Wednesday, 1 October 2014

Meg Peacocke — ‘Budleigh Salterton in the War Years: a Child’s View’



 


















Meg Peacocke, a poet with wartime memories of Budleigh

Fairlynch Museum and the Otter Valley Association are combining to present a talk on 13 October which will give a special insight into life in Budleigh Salterton during the Second World War.  

A sister of the composer Sir Richard Rodney Bennett, Meg Peacocke is a distinguished poet who was brought up in Budleigh Salterton in the 1940s.

 


















A World War Two recruitment poster
Image © IWM

Local artist Joyce Dennys had suggested that the family move from the London area to Budleigh to escape the danger of Nazi bombing raids, and Meg’s father, the children’s author Rodney Bennett, served as a warden at the ARP hut on The Green.   

Meg Peacocke’s poem ‘Walking to Church 1940’ is one of several compositions which give a flavour of wartime life, describing how the Bennett family made its way to Sunday services at All Saints Church in East Budleigh.  

A former teacher and Cumbrian hill farmer, a mother of four and a trained counsellor, Meg Peacocke read English at Oxford after leaving Cheltenham Ladies’ College.

Her first volume of poetry was not published until she was in her fifties. Since then, her poems have received exceptionally favourable reviews. She won the Cholmondeley Award for Excellence in Poetry in 2005 and was awarded a Hawthornden Fellowship. In May this year she appeared at the Poetry-next-the-Sea Festival in Norfolk, alongside fellow-poets who included Dame Gillian Beer and Sir Andrew Motion.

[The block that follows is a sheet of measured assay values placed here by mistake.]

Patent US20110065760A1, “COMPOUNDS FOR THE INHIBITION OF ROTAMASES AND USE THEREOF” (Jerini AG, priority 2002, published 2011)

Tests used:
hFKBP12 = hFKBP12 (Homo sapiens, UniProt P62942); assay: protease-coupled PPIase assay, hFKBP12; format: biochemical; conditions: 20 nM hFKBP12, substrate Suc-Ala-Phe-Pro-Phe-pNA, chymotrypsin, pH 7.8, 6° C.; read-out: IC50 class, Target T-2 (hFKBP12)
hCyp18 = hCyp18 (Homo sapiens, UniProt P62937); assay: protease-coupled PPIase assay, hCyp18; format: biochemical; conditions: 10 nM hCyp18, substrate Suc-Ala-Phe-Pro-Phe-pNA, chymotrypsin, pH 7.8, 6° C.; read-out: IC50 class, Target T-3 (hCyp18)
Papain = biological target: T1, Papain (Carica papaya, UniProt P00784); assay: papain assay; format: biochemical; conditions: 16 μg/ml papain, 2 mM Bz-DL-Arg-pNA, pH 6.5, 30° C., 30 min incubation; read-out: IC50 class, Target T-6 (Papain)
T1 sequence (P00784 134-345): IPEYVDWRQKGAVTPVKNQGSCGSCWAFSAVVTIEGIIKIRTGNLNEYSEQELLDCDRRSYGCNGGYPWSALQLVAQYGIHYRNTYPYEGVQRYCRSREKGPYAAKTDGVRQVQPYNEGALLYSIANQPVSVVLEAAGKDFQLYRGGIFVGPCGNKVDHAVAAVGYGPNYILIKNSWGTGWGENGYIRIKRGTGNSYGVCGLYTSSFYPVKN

Meg Peacocke's talk will take place on Monday 13 October at 7.30 pm in the Peter Hall, Budleigh Salterton.  Admission costs £2.00 for OVA members/Friends of Fairlynch and £2.50 for non-members/Friends.


 Walking to Church 1940

Walking to church, we stamp our shapes
on flat grey air, steel sea behind
rolled out in the same dimension

The lanes gritty with patience, elms
ranged in memory’s pop-up book
like barlines in the squareset hymns

we are shortly to sing. The squeezed
organ notes will bump like dinghies
waiting for the congregation

to shift themselves gingerly in,
but my father will steer the bass,
dominant, tonic, the known ropes.

It is warwork, like arranging
billets for evacuees, each
labelled and slotted into place.

Meanwhile the bells are swinging full
fathom through the changes, clashing
and colicky at times but sure

of a destination. So we
step briskly out between the pinched
February banks, the sun’s stare

pale above us; as though the frayed
geometry of fields and towns
that passing Spitfire sees will hold

just as long as we man the pews
in time to let the crotchets march
in their fervently sober ranks,
while rage and loss stay locked in psalms. 

Reproduced courtesy of the author
© Meg Peacocke


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